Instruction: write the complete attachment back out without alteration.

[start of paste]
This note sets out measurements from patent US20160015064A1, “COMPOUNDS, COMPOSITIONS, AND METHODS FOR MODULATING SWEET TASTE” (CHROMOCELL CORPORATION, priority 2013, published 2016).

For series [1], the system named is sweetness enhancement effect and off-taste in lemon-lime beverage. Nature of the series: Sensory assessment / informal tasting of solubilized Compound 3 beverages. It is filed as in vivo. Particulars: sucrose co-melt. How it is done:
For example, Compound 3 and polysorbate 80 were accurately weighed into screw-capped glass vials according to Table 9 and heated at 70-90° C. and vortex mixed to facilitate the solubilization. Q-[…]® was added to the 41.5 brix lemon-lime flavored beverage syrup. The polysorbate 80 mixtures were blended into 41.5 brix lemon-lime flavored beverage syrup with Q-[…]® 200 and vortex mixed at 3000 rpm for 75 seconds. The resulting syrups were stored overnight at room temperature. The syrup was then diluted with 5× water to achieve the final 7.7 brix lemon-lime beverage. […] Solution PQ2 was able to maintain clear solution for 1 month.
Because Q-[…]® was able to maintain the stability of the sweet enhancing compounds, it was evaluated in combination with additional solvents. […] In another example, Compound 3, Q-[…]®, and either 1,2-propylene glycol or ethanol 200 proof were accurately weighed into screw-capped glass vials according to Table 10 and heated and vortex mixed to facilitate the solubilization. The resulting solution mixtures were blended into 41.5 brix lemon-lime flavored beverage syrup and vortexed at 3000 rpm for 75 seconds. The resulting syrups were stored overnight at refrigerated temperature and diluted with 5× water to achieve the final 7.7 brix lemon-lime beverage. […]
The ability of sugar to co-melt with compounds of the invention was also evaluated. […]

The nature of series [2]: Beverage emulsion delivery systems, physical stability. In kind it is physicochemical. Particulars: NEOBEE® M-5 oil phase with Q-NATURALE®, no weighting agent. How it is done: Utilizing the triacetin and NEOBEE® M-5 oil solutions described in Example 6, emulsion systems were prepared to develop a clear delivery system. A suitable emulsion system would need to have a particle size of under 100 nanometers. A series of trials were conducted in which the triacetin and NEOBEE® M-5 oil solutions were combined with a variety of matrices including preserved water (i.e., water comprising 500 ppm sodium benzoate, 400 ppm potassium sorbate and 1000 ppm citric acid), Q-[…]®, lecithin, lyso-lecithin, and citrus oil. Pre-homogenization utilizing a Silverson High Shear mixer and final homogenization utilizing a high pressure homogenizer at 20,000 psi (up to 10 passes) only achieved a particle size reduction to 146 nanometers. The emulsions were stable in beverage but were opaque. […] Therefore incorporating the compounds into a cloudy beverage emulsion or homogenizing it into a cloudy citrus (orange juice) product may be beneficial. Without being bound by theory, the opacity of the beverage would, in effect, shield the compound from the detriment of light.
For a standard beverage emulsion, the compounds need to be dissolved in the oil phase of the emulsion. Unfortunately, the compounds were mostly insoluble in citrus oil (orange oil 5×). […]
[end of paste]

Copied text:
This note sets out measurements from patent US20160015064A1, “COMPOUNDS, COMPOSITIONS, AND METHODS FOR MODULATING SWEET TASTE” (CHROMOCELL CORPORATION, priority 2013, published 2016).

For series [1], the system named is sweetness enhancement effect and off-taste in lemon-lime beverage. Nature of the series: Sensory assessment / informal tasting of solubilized Compound 3 beverages. It is filed as in vivo. Particulars: sucrose co-melt. How it is done:
For example, Compound 3 and polysorbate 80 were accurately weighed into screw-capped glass vials according to Table 9 and heated at 70-90° C. and vortex mixed to facilitate the solubilization. Q-[…]® was added to the 41.5 brix lemon-lime flavored beverage syrup. The polysorbate 80 mixtures were blended into 41.5 brix lemon-lime flavored beverage syrup with Q-[…]® 200 and vortex mixed at 3000 rpm for 75 seconds. The resulting syrups were stored overnight at room temperature. The syrup was then diluted with 5× water to achieve the final 7.7 brix lemon-lime beverage. […] Solution PQ2 was able to maintain clear solution for 1 month.
Because Q-[…]® was able to maintain the stability of the sweet enhancing compounds, it was evaluated in combination with additional solvents. […] In another example, Compound 3, Q-[…]®, and either 1,2-propylene glycol or ethanol 200 proof were accurately weighed into screw-capped glass vials according to Table 10 and heated and vortex mixed to facilitate the solubilization. The resulting solution mixtures were blended into 41.5 brix lemon-lime flavored beverage syrup and vortexed at 3000 rpm for 75 seconds. The resulting syrups were stored overnight at refrigerated temperature and diluted with 5× water to achieve the final 7.7 brix lemon-lime beverage. […]
The ability of sugar to co-melt with compounds of the invention was also evaluated. […]

The nature of series [2]: Beverage emulsion delivery systems, physical stability. In kind it is physicochemical. Particulars: NEOBEE® M-5 oil phase with Q-NATURALE®, no weighting agent. How it is done: Utilizing the triacetin and NEOBEE® M-5 oil solutions described in Example 6, emulsion systems were prepared to develop a clear delivery system. A suitable emulsion system would need to have a particle size of under 100 nanometers. A series of trials were conducted in which the triacetin and NEOBEE® M-5 oil solutions were combined with a variety of matrices including preserved water (i.e., water comprising 500 ppm sodium benzoate, 400 ppm potassium sorbate and 1000 ppm citric acid), Q-[…]®, lecithin, lyso-lecithin, and citrus oil. Pre-homogenization utilizing a Silverson High Shear mixer and final homogenization utilizing a high pressure homogenizer at 20,000 psi (up to 10 passes) only achieved a particle size reduction to 146 nanometers. The emulsions were stable in beverage but were opaque. […] Therefore incorporating the compounds into a cloudy beverage emulsion or homogenizing it into a cloudy citrus (orange juice) product may be beneficial. Without being bound by theory, the opacity of the beverage would, in effect, shield the compound from the detriment of light.
For a standard beverage emulsion, the compounds need to be dissolved in the oil phase of the emulsion. Unfortunately, the compounds were mostly insoluble in citrus oil (orange oil 5×). […]